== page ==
IRISH banks require an additional €8bn to be injected in order to meet tough new capital requirements, the country’s central bank indicated yesterday night.
Allied Irish Bank, 19 per cent owned by the state, will need almost €5.3bn (£4.5bn) before March in order to achieve a core Tier 1 capital ratio of 14 per cent.
Bank of Ireland, 36 per cent government owned, will require €2.2bn of capital to be injected to hit its target of 12 per cent.
The Irish central bank has raised its core Tier 1 capital ratio targets, a measure of financial strength, from eight per cent. If the banks’ capital ratios dip below 10.5 per cent the government says it will inject more cash.
Irish Prime Minister Brian Cowen yesterday announced €35bn of the €85bn bailout package will be used to recapitalise the stricken banks.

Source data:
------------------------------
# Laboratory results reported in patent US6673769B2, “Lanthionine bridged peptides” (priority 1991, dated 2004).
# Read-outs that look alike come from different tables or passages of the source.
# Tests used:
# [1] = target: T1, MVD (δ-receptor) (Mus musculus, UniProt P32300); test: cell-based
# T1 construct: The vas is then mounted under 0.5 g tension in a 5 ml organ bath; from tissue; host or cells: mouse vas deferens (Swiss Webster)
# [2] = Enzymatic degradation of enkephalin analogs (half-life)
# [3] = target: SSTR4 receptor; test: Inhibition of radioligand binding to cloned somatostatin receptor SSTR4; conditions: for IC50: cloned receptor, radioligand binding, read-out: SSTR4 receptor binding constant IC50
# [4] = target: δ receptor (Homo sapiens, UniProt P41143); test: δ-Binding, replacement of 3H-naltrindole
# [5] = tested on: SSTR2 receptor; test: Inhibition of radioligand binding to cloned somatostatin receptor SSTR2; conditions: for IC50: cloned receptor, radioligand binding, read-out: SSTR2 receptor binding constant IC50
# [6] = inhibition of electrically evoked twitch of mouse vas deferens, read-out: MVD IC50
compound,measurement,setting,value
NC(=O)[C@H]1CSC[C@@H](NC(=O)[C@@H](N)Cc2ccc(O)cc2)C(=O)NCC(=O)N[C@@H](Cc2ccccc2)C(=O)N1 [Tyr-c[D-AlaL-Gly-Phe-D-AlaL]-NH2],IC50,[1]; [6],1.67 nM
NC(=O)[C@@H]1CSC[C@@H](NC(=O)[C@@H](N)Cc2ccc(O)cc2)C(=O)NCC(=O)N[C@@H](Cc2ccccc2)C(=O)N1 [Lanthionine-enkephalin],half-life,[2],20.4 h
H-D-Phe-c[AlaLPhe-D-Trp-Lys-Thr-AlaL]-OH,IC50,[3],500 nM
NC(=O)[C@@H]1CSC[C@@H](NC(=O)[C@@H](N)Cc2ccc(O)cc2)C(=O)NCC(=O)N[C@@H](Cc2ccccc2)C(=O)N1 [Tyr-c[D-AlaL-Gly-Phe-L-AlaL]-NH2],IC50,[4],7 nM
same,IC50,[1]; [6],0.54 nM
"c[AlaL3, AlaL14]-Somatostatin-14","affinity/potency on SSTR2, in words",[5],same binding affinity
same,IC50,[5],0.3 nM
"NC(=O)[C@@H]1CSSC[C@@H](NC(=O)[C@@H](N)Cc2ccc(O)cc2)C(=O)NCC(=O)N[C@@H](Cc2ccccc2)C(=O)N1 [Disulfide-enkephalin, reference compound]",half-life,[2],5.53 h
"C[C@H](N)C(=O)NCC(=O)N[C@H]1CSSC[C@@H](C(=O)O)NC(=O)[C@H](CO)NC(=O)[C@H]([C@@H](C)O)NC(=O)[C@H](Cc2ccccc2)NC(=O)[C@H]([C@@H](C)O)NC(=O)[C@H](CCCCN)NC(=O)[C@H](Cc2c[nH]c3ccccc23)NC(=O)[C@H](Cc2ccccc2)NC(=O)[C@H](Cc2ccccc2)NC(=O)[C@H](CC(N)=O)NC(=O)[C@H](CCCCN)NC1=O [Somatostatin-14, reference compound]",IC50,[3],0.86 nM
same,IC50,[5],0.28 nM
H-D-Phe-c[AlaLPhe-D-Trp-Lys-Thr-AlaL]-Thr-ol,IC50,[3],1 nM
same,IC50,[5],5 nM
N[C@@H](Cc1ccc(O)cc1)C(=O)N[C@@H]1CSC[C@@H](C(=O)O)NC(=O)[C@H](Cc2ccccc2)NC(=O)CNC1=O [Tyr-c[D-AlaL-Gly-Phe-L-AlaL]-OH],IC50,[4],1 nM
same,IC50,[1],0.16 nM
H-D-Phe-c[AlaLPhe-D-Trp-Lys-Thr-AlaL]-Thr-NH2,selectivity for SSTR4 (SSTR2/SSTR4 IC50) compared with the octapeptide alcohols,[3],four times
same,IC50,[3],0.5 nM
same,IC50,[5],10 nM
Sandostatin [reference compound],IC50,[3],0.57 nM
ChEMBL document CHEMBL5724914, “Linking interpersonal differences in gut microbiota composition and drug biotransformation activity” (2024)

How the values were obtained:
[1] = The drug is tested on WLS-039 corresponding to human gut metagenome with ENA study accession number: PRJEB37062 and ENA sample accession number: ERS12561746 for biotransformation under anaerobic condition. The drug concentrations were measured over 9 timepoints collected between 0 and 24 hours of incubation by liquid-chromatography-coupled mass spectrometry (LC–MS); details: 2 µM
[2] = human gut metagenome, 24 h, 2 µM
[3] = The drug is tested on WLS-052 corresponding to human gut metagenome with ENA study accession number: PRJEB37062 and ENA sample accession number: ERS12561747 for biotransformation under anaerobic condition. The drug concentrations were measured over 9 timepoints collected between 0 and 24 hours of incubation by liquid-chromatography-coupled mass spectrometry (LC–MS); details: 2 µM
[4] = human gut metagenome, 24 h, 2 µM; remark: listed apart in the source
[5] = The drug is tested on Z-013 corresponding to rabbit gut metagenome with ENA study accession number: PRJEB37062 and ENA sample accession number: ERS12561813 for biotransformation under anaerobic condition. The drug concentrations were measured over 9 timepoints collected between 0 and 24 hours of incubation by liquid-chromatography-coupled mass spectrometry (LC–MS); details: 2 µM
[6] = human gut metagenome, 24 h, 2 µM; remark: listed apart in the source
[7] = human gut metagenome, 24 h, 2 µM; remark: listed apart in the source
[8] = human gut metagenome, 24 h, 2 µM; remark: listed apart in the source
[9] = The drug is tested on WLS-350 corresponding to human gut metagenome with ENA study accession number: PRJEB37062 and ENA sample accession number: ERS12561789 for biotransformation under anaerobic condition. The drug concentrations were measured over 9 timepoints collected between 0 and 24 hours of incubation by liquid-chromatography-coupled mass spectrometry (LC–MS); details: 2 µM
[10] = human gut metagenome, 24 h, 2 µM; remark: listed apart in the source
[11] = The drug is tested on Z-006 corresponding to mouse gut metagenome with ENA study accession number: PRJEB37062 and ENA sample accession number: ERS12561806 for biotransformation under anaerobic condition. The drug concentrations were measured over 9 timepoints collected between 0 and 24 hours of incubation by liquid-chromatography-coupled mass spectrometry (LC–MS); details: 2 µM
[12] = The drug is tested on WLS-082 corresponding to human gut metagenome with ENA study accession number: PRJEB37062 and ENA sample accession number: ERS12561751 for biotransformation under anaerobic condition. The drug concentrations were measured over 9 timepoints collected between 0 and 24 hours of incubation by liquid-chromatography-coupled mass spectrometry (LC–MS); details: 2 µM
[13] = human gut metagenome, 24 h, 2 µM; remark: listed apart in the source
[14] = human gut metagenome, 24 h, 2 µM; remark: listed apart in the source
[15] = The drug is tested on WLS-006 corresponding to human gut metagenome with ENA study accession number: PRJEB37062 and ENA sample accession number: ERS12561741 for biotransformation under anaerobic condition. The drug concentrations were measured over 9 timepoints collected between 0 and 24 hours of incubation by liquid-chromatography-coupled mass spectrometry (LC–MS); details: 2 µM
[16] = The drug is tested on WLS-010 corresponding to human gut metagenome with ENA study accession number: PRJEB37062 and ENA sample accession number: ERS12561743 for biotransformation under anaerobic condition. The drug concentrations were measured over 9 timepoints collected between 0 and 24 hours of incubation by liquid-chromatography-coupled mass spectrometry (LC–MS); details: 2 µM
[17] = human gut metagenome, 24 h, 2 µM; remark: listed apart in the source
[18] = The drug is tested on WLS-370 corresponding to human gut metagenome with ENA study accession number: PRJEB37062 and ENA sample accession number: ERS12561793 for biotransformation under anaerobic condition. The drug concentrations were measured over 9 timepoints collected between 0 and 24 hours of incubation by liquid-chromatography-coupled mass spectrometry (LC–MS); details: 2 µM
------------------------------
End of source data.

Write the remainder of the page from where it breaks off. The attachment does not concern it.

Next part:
Around €10m of this will be injected immediately.
A Bank of Ireland spokesman said: “The bank intends to seek to generate the required capital through a combination of internal capital management initiatives, support from existing shareholders and other capital markets sources.”
The bank is 36 per cent owned by Irish taxpayers.
Around €3bn of the €7.9bn total UK contribution will go directly to prop up the Irish banking system.